Nashville: You’ve Still Got It
Travel Blog • Jenna Schnuer • 06.23.09 | 4:30 PM ET
Just after I plucked my bag from the baggage carousel and walked out the airport doors to meet my ride, you wrapped me up in your humidity. Though that kind of welcome would, normally, put me off, I found it comforting. You were just making it clear that I was back in Nashville, that my two year for-no-good-reason exile from your borders had come to a close.
Before my visit, I told you I was nervous. One of my favorite cities, you had gone magical in my mind. When I thought about you, it was always fun fun fun, big food, history, music, blah blah blah. You were far removed from daily life. But from the minute that humidity grabbed me, I knew all would be OK. While my past visits have been anchored with purpose (reporting stories, the Tin Pan South festival, and so on), this trip was about, simply, hanging out and letting the week unfold as it might. I wanted to see what it was like just to be in Nashville, no run-around keep-yourself-busy necessary. My only requirements: eat at least one ice pop at Las Paletas and get a better understanding of the way your neighborhoods relate to each other.
Though I did do some traditionally touristy stuff, I got to see that a lot of what tourists love about Nashville pulls plenty of local love as well. I’m pretty sure I was one of the few out-of-towners at the Loveless Cafe the night I went gaga for its famous biscuits (and jam jam jam). And I loved that. I love it when locals celebrate their town and aren’t afraid to set foot in the places that, thanks to Food Network stardom, may have a bit of a wait. Nashvillians are, clearly, proud of their town’s creative riches yet aren’t afraid to have a good giggle now and again over its kitsch factor. And, ticks aside, there’s some fine hiking to be had nearby.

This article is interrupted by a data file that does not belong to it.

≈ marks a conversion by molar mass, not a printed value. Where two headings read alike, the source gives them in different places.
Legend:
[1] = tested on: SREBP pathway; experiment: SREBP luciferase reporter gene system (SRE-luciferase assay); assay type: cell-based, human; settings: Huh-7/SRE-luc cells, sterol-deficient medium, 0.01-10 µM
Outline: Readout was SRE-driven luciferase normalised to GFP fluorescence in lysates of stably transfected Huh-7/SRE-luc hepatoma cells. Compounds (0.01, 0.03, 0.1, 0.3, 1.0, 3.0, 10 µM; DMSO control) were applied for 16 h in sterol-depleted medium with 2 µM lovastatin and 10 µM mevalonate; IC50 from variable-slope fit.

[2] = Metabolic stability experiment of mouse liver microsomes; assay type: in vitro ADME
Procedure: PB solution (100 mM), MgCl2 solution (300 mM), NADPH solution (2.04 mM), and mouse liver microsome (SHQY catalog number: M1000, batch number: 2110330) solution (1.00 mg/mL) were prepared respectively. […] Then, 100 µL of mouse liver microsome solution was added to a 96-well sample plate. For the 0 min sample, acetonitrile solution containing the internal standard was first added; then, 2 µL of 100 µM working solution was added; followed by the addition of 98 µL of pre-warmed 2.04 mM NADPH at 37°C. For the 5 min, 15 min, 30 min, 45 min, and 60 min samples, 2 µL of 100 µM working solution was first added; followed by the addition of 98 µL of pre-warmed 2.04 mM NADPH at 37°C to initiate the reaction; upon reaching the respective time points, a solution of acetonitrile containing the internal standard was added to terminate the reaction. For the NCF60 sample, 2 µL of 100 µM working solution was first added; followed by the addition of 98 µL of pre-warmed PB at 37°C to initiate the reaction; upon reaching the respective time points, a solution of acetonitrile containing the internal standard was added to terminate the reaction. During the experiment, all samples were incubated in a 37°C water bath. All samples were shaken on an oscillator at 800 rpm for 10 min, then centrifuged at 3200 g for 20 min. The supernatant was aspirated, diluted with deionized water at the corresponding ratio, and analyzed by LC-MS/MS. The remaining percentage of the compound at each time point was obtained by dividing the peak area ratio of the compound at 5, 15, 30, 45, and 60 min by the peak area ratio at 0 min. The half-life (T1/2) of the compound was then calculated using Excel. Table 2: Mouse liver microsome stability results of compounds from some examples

So, as I was headed home, I got a good laugh out of the conversation I had with an airline employee. Born and raised in NYC (my home) and now living in Philly, he was in Nashville “just helping out” for a little while. He asked what I was doing in town and I told him it was one of my favorite places and that, yes, I was thinking of moving there.
“What? Are you crazy? I’ve been here a week and can’t wait to get out,” he said. “How can you like it?”
His words were supercharged with a bit of spittle. (Pretty.) While I started to respond with recommendations of places to go, things to see, barbecue to tackle, I realized it wasn’t worth my time. He was never going to open up to Nashville. He was guilty of doing what far too many of my Northern neighbors do (and what many a Southerner does about the North): closing themselves off to the joys of a place because it is too different. Besides, I didn’t need him falling in love and, when the time is finally right for me to make the move, competing with me for the rentals in Sylvan Park.
See you again soon, Nashville. Seriously.